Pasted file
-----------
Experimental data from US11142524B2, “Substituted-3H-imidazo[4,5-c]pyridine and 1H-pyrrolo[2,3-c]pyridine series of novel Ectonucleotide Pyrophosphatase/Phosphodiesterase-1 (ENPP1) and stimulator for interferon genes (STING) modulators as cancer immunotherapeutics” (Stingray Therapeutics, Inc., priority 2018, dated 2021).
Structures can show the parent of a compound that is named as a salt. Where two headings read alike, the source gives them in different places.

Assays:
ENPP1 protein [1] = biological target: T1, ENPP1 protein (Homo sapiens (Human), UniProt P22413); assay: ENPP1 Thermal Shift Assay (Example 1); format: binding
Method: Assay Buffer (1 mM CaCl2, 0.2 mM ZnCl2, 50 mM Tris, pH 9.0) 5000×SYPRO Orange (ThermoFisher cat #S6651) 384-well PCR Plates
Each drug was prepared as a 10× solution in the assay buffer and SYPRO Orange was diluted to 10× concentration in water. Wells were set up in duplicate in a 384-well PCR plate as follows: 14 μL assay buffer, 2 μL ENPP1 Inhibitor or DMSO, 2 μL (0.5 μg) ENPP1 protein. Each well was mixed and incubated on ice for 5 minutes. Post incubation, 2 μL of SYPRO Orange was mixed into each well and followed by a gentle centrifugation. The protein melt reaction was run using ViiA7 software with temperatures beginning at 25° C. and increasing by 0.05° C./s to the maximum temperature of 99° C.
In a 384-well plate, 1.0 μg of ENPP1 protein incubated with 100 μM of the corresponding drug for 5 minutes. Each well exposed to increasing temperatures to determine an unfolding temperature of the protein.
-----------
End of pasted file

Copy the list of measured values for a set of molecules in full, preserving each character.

Experimental data from US11142524B2, “Substituted-3H-imidazo[4,5-c]pyridine and 1H-pyrrolo[2,3-c]pyridine series of novel Ectonucleotide Pyrophosphatase/Phosphodiesterase-1 (ENPP1) and stimulator for interferon genes (STING) modulators as cancer immunotherapeutics” (Stingray Therapeutics, Inc., priority 2018, dated 2021).
Structures can show the parent of a compound that is named as a salt. Where two headings read alike, the source gives them in different places.

Assays:
ENPP1 protein [1] = biological target: T1, ENPP1 protein (Homo sapiens (Human), UniProt P22413); assay: ENPP1 Thermal Shift Assay (Example 1); format: binding
Method: Assay Buffer (1 mM CaCl2, 0.2 mM ZnCl2, 50 mM Tris, pH 9.0) 5000×SYPRO Orange (ThermoFisher cat #S6651) 384-well PCR Plates
Each drug was prepared as a 10× solution in the assay buffer and SYPRO Orange was diluted to 10× concentration in water. Wells were set up in duplicate in a 384-well PCR plate as follows: 14 μL assay buffer, 2 μL ENPP1 Inhibitor or DMSO, 2 μL (0.5 μg) ENPP1 protein. Each well was mixed and incubated on ice for 5 minutes. Post incubation, 2 μL of SYPRO Orange was mixed into each well and followed by a gentle centrifugation. The protein melt reaction was run using ViiA7 software with temperatures beginning at 25° C. and increasing by 0.05° C./s to the maximum temperature of 99° C.
In a 384-well plate, 1.0 μg of ENPP1 protein incubated with 100 μM of the corresponding drug for 5 minutes. Each well exposed to increasing temperatures to determine an unfolding temperature of the protein.